It’s early in a beautiful, late summer morning. The breeze is light and warm. I have two short-form pieces that I’m working on and I could publish either one. But I decided to do this instead: remind myself why I write.

I just poured my first cup of coffee and I have one of my cats, James Joyce by name, staring on at me from the chair next to my desk. His litter-mate sister, Nyanerz, is busy attacking the cat tower in my office. The windows are open and I’m listening to the crickets chirp importantly to themselves. Somehow, this all seems just right.

Photo: My own.

Funny how it took this guy to remind me that I need to be enjoying what I’m doing with this.

There comes a time that I have to remember that I shouldn’t be writing this blog to allow myself to sound smart. For the love of everything that is good and beautiful knows there are enough pedantic voices out there attempting to do exactly that. The one thing that these people have in common is that the only people that are reading them are other people who are trying to prove how smart they are.

Even though it’s early in this project, I need to think about where I’m taking it, I need to find what works best for me and move in that direction. It could be so easy to get lost trying top sound smart and have what I should be loving become a chest-deep slog through molasses.

I don’t want to write like that and I’m as sure you don’t want to read anything like that.

I need to find more of what I enjoy writing so you will enjoy what I write more.


Why I Find the STAR TALK Podcast So Good

Not too long ago, I started watching the Star Talk radio show. Hey, it’s the days of social media; it IS possible to watch radio. It’s a science show hosted by Neil deGrasse Tyson and often co-hosted with comedian Chuck Nice. Focusing mostly on astronomy, Niel is especially adept at explaining complex topics in very plain and approachable terms. The subjects covered in the show form a wide range from astrophysics to the physics in everyday life, to why there is no symmetry in nature and pretty much every point in between.


Neil certainly lives this quote. But his explanations are far removed from being dry. What I find that really makes this show a stand out from other science shows, is the interplay between Neil and his co-host Chuck.

There is great chemistry (no pun intended) between the two of them. Chuck Nice does so well as the “everyman” asking questions and making the topics at hand within reach of most everyone. His sense of humor never for me seems out of place or forced. While at the same time Chuck is serious when the situation calls for him to be so. I find it rare that two hosts do so well together as a team.

If you’re new to science or have been away form it for a while or if you’ve found science to be intimidating, this show could be a good fit for you. It could even be a jumping off point for you to look into the realm for science more in depth. For the person who is more acquainted with scientific subjects, you may well find enough to chew on as well. As much as I find this phrase hackneyed this is a show that is truly, “entertaining and informative.”

What Science Means (And Doesn’t Mean) to Me

One of the most important characteristics of #science Is that it’s self-correcting. If a hypothesis is tested and the results aren’t expected, the hypothesis is reworked taking into account the new results and tested again. Experimental results are carefully recorded and these further observations again compared to the hypothesis’s predicted results. It’simple elegance through critical thought. Please note that it’s the Scientific Method that is simple and far less often than not, than the experiments themselves. Don’t believe me? Ask any grad student that has requested observational time on any of the major telescopes or anyone working at CERN’s Large Hadron Collider.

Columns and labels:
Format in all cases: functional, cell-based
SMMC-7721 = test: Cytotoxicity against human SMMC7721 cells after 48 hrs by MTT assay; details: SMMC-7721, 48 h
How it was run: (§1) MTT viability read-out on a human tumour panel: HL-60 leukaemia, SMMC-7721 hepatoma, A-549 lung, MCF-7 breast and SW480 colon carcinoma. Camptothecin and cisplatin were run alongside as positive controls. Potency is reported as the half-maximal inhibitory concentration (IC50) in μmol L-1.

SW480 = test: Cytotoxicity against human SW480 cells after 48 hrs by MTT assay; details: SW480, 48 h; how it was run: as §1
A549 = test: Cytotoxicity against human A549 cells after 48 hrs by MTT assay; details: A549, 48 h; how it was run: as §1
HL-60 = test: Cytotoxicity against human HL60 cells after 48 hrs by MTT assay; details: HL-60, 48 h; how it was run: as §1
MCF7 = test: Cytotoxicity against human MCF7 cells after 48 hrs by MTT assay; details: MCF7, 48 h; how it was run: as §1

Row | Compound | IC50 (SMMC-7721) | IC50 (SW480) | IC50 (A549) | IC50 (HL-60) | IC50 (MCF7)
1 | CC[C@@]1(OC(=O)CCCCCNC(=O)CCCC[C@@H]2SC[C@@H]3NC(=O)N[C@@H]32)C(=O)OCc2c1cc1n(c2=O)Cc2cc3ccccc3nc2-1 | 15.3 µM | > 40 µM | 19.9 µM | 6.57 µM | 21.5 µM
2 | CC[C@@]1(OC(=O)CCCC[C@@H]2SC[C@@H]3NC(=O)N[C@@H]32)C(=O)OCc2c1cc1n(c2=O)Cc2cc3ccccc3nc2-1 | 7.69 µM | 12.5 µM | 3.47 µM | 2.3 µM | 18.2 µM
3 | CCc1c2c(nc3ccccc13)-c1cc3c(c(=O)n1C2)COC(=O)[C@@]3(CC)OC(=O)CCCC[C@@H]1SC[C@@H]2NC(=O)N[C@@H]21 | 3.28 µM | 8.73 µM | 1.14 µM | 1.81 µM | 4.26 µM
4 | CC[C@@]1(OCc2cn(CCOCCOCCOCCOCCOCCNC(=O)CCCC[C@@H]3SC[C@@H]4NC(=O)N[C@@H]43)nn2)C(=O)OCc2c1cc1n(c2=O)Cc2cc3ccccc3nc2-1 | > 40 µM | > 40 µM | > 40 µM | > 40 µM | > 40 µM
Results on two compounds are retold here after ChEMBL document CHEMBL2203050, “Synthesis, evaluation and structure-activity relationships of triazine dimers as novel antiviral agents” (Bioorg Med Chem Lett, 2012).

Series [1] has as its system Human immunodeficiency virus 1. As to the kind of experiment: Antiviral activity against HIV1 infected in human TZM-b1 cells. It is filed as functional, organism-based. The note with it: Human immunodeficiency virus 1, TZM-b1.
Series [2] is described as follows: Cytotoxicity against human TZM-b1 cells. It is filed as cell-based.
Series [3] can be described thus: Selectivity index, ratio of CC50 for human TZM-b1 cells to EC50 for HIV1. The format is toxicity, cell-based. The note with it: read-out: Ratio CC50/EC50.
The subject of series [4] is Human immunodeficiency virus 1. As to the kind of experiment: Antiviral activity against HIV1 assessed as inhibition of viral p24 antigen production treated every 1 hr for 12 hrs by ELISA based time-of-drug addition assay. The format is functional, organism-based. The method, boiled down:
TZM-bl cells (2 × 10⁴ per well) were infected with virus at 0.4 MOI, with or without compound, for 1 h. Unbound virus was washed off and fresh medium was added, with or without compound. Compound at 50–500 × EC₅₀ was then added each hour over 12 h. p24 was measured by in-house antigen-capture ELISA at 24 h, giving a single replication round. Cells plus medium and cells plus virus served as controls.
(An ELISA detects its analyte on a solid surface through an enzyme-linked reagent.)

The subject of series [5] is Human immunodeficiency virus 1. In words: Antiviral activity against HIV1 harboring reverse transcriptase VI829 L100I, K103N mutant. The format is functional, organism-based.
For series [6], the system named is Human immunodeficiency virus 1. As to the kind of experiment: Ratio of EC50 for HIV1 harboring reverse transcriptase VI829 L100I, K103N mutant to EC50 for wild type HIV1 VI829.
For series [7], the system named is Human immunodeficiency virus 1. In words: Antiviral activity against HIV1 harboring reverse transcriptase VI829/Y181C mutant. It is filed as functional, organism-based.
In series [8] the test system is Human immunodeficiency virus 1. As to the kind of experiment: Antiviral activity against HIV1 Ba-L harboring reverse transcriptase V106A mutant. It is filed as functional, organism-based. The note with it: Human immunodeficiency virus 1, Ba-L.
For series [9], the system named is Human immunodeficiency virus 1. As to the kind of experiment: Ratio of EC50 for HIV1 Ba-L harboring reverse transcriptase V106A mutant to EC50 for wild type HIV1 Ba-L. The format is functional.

In the scientific realm, we’ve moved from Newtonian Mechanics and Newton’s Laws of Motion to Einstein’s Theories of Relativity. Why? Because even though Newton’s laws work perfectly well here on Earth, they don’t work so well as objects approach the speed of light. Personally to me, this is one of the best historical examples of how science “works.” It’s not just science history either.

Around the world every day, experiments are concluded and the data from them is compared to the hypothetical predicted outcomes. And a large number of those hypotheses have to be reworked. If you would ask any scientist if their incorrect predictions were seen as a defeat, I would guess that a large number of them would say “no” in no qualified terms, It gave them the chance to discover something unknown and that is the reason for “doing science.”


This brings me to what Science is not, at least to me. And that in a word: Ridged. Science is not a belief system. Science doesn’t bring a dogma to the table. It doesn’t come with presupposed outcomes. While Science has a very strong base in ethics, it doesn’t compel adherence to a moral system based on religious text.

I understand that faith-based systems give the follower a foothold on how to interpret the world and apply meaning to what they see, I feel the same way about science. As the writer I am, science gives me the tools to interpret and understand the world as I see it. You don’t have to agree with me, but understand that I see the world through hypothesis, experimentation, data interpretation, re-visitation of hypothesis; repeat as necessary. (It’s always necessary.)

If you look at the world through a different lens, I would love to have a constructive conversation with you,. Or if we agree on some points, let me know that too. Let’s start a dialogue.

Peace, gentle readers.